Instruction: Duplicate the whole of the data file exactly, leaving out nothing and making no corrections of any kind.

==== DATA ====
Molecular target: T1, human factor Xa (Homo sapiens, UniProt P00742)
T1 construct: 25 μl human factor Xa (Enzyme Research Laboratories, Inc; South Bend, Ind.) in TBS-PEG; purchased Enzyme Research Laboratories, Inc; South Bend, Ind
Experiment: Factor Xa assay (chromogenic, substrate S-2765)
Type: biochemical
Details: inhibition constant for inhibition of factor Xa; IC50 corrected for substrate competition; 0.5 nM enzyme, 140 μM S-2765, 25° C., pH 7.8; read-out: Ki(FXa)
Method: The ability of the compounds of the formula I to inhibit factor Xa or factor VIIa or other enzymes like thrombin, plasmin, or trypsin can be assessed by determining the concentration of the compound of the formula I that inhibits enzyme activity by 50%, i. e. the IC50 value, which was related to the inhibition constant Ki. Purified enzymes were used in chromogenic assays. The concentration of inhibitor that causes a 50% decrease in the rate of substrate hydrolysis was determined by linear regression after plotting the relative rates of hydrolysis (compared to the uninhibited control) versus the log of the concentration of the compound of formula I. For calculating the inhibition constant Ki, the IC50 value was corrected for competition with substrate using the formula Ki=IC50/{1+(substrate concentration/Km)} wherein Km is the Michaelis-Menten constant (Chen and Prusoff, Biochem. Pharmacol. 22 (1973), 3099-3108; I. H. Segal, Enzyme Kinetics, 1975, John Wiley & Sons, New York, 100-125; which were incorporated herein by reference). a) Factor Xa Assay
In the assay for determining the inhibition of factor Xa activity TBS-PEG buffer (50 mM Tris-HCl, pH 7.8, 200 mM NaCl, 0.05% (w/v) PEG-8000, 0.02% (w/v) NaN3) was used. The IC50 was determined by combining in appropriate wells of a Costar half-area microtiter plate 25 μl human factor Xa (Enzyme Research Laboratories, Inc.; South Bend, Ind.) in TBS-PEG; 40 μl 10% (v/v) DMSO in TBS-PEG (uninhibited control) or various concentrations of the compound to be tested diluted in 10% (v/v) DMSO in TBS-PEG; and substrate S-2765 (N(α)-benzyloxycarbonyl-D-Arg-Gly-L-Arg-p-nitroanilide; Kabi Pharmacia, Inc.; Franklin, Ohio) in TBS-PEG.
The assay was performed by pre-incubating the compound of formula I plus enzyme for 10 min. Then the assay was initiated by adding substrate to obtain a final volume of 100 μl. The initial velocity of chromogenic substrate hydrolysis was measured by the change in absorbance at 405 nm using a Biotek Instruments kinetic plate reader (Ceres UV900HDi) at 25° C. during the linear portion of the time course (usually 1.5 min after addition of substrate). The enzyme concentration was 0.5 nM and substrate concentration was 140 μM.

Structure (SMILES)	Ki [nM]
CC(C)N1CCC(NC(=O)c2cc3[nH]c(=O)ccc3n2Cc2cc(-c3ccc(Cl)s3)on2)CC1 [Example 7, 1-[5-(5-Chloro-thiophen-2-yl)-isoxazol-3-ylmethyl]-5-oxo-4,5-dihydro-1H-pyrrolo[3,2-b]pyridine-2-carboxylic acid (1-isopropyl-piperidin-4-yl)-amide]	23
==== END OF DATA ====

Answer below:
Molecular target: T1, human factor Xa (Homo sapiens, UniProt P00742)
T1 construct: 25 μl human factor Xa (Enzyme Research Laboratories, Inc; South Bend, Ind.) in TBS-PEG; purchased Enzyme Research Laboratories, Inc; South Bend, Ind
Experiment: Factor Xa assay (chromogenic, substrate S-2765)
Type: biochemical
Details: inhibition constant for inhibition of factor Xa; IC50 corrected for substrate competition; 0.5 nM enzyme, 140 μM S-2765, 25° C., pH 7.8; read-out: Ki(FXa)
Method: The ability of the compounds of the formula I to inhibit factor Xa or factor VIIa or other enzymes like thrombin, plasmin, or trypsin can be assessed by determining the concentration of the compound of the formula I that inhibits enzyme activity by 50%, i. e. the IC50 value, which was related to the inhibition constant Ki. Purified enzymes were used in chromogenic assays. The concentration of inhibitor that causes a 50% decrease in the rate of substrate hydrolysis was determined by linear regression after plotting the relative rates of hydrolysis (compared to the uninhibited control) versus the log of the concentration of the compound of formula I. For calculating the inhibition constant Ki, the IC50 value was corrected for competition with substrate using the formula Ki=IC50/{1+(substrate concentration/Km)} wherein Km is the Michaelis-Menten constant (Chen and Prusoff, Biochem. Pharmacol. 22 (1973), 3099-3108; I. H. Segal, Enzyme Kinetics, 1975, John Wiley & Sons, New York, 100-125; which were incorporated herein by reference). a) Factor Xa Assay
In the assay for determining the inhibition of factor Xa activity TBS-PEG buffer (50 mM Tris-HCl, pH 7.8, 200 mM NaCl, 0.05% (w/v) PEG-8000, 0.02% (w/v) NaN3) was used. The IC50 was determined by combining in appropriate wells of a Costar half-area microtiter plate 25 μl human factor Xa (Enzyme Research Laboratories, Inc.; South Bend, Ind.) in TBS-PEG; 40 μl 10% (v/v) DMSO in TBS-PEG (uninhibited control) or various concentrations of the compound to be tested diluted in 10% (v/v) DMSO in TBS-PEG; and substrate S-2765 (N(α)-benzyloxycarbonyl-D-Arg-Gly-L-Arg-p-nitroanilide; Kabi Pharmacia, Inc.; Franklin, Ohio) in TBS-PEG.
The assay was performed by pre-incubating the compound of formula I plus enzyme for 10 min. Then the assay was initiated by adding substrate to obtain a final volume of 100 μl. The initial velocity of chromogenic substrate hydrolysis was measured by the change in absorbance at 405 nm using a Biotek Instruments kinetic plate reader (Ceres UV900HDi) at 25° C. during the linear portion of the time course (usually 1.5 min after addition of substrate). The enzyme concentration was 0.5 nM and substrate concentration was 140 μM.

Structure (SMILES)	Ki [nM]
CC(C)N1CCC(NC(=O)c2cc3[nH]c(=O)ccc3n2Cc2cc(-c3ccc(Cl)s3)on2)CC1 [Example 7, 1-[5-(5-Chloro-thiophen-2-yl)-isoxazol-3-ylmethyl]-5-oxo-4,5-dihydro-1H-pyrrolo[3,2-b]pyridine-2-carboxylic acid (1-isopropyl-piperidin-4-yl)-amide]	23